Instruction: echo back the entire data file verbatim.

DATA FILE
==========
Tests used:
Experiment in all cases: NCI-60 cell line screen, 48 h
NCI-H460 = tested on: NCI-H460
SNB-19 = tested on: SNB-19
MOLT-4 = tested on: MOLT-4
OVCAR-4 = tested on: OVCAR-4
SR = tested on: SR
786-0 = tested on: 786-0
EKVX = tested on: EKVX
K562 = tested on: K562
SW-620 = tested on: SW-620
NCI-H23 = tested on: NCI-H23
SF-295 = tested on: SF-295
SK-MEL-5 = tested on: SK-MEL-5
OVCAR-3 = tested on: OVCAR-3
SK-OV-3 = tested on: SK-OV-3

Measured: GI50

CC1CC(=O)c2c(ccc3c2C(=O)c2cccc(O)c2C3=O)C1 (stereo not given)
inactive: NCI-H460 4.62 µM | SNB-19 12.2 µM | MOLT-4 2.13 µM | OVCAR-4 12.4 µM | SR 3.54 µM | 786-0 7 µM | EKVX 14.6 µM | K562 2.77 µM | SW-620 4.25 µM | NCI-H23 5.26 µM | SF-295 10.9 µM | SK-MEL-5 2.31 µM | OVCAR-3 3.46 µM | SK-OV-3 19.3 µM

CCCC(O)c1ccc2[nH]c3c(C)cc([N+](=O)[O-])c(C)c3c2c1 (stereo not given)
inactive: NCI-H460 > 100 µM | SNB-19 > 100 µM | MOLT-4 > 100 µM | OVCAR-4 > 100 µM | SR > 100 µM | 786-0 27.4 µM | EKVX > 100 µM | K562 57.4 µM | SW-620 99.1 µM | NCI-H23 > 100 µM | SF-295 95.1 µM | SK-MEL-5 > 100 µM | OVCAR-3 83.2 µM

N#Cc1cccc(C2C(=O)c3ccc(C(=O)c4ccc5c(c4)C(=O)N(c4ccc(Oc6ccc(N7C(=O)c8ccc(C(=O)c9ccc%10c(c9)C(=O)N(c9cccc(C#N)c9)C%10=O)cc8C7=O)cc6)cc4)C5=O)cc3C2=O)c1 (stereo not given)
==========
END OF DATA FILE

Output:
Tests used:
Experiment in all cases: NCI-60 cell line screen, 48 h
NCI-H460 = tested on: NCI-H460
SNB-19 = tested on: SNB-19
MOLT-4 = tested on: MOLT-4
OVCAR-4 = tested on: OVCAR-4
SR = tested on: SR
786-0 = tested on: 786-0
EKVX = tested on: EKVX
K562 = tested on: K562
SW-620 = tested on: SW-620
NCI-H23 = tested on: NCI-H23
SF-295 = tested on: SF-295
SK-MEL-5 = tested on: SK-MEL-5
OVCAR-3 = tested on: OVCAR-3
SK-OV-3 = tested on: SK-OV-3

Measured: GI50

CC1CC(=O)c2c(ccc3c2C(=O)c2cccc(O)c2C3=O)C1 (stereo not given)
inactive: NCI-H460 4.62 µM | SNB-19 12.2 µM | MOLT-4 2.13 µM | OVCAR-4 12.4 µM | SR 3.54 µM | 786-0 7 µM | EKVX 14.6 µM | K562 2.77 µM | SW-620 4.25 µM | NCI-H23 5.26 µM | SF-295 10.9 µM | SK-MEL-5 2.31 µM | OVCAR-3 3.46 µM | SK-OV-3 19.3 µM

CCCC(O)c1ccc2[nH]c3c(C)cc([N+](=O)[O-])c(C)c3c2c1 (stereo not given)
inactive: NCI-H460 > 100 µM | SNB-19 > 100 µM | MOLT-4 > 100 µM | OVCAR-4 > 100 µM | SR > 100 µM | 786-0 27.4 µM | EKVX > 100 µM | K562 57.4 µM | SW-620 99.1 µM | NCI-H23 > 100 µM | SF-295 95.1 µM | SK-MEL-5 > 100 µM | OVCAR-3 83.2 µM

N#Cc1cccc(C2C(=O)c3ccc(C(=O)c4ccc5c(c4)C(=O)N(c4ccc(Oc6ccc(N7C(=O)c8ccc(C(=O)c9ccc%10c(c9)C(=O)N(c9cccc(C#N)c9)C%10=O)cc8C7=O)cc6)cc4)C5=O)cc3C2=O)c1 (stereo not given)